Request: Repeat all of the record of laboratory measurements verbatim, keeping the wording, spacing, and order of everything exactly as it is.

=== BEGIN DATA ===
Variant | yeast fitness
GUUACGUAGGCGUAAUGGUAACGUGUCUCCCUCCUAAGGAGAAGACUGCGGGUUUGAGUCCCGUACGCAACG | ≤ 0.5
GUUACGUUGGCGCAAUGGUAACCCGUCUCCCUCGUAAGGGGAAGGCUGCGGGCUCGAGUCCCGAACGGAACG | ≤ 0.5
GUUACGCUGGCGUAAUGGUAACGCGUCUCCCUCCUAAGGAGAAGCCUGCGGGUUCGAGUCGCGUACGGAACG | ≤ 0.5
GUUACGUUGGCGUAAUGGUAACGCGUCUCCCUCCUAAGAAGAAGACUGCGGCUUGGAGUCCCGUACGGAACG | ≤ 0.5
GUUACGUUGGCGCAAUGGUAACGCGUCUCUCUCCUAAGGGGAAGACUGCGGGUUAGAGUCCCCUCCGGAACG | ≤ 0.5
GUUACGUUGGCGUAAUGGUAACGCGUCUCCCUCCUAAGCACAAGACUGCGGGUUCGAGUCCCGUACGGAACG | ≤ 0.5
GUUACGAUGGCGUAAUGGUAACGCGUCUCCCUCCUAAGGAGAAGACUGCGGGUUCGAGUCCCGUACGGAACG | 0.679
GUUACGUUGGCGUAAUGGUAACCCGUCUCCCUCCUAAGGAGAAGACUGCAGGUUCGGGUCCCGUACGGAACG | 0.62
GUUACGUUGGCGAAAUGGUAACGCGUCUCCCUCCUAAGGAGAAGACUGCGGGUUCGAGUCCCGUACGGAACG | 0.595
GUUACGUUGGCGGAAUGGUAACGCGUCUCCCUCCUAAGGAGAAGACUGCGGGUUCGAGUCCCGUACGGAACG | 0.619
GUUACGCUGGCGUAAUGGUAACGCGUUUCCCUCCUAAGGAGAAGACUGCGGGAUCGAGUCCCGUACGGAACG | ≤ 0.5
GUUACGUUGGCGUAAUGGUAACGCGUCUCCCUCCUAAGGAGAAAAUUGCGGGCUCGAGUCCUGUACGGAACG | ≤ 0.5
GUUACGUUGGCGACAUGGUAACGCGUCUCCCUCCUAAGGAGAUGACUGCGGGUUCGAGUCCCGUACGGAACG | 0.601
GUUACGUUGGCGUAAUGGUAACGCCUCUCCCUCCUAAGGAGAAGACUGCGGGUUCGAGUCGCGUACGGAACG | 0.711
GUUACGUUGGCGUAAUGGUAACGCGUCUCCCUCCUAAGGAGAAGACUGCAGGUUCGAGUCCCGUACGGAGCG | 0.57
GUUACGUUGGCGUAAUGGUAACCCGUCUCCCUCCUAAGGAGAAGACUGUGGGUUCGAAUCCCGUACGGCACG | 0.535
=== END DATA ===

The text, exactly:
Variant | yeast fitness
GUUACGUAGGCGUAAUGGUAACGUGUCUCCCUCCUAAGGAGAAGACUGCGGGUUUGAGUCCCGUACGCAACG | ≤ 0.5
GUUACGUUGGCGCAAUGGUAACCCGUCUCCCUCGUAAGGGGAAGGCUGCGGGCUCGAGUCCCGAACGGAACG | ≤ 0.5
GUUACGCUGGCGUAAUGGUAACGCGUCUCCCUCCUAAGGAGAAGCCUGCGGGUUCGAGUCGCGUACGGAACG | ≤ 0.5
GUUACGUUGGCGUAAUGGUAACGCGUCUCCCUCCUAAGAAGAAGACUGCGGCUUGGAGUCCCGUACGGAACG | ≤ 0.5
GUUACGUUGGCGCAAUGGUAACGCGUCUCUCUCCUAAGGGGAAGACUGCGGGUUAGAGUCCCCUCCGGAACG | ≤ 0.5
GUUACGUUGGCGUAAUGGUAACGCGUCUCCCUCCUAAGCACAAGACUGCGGGUUCGAGUCCCGUACGGAACG | ≤ 0.5
GUUACGAUGGCGUAAUGGUAACGCGUCUCCCUCCUAAGGAGAAGACUGCGGGUUCGAGUCCCGUACGGAACG | 0.679
GUUACGUUGGCGUAAUGGUAACCCGUCUCCCUCCUAAGGAGAAGACUGCAGGUUCGGGUCCCGUACGGAACG | 0.62
GUUACGUUGGCGAAAUGGUAACGCGUCUCCCUCCUAAGGAGAAGACUGCGGGUUCGAGUCCCGUACGGAACG | 0.595
GUUACGUUGGCGGAAUGGUAACGCGUCUCCCUCCUAAGGAGAAGACUGCGGGUUCGAGUCCCGUACGGAACG | 0.619
GUUACGCUGGCGUAAUGGUAACGCGUUUCCCUCCUAAGGAGAAGACUGCGGGAUCGAGUCCCGUACGGAACG | ≤ 0.5
GUUACGUUGGCGUAAUGGUAACGCGUCUCCCUCCUAAGGAGAAAAUUGCGGGCUCGAGUCCUGUACGGAACG | ≤ 0.5
GUUACGUUGGCGACAUGGUAACGCGUCUCCCUCCUAAGGAGAUGACUGCGGGUUCGAGUCCCGUACGGAACG | 0.601
GUUACGUUGGCGUAAUGGUAACGCCUCUCCCUCCUAAGGAGAAGACUGCGGGUUCGAGUCGCGUACGGAACG | 0.711
GUUACGUUGGCGUAAUGGUAACGCGUCUCCCUCCUAAGGAGAAGACUGCAGGUUCGAGUCCCGUACGGAGCG | 0.57
GUUACGUUGGCGUAAUGGUAACCCGUCUCCCUCCUAAGGAGAAGACUGUGGGUUCGAAUCCCGUACGGCACG | 0.535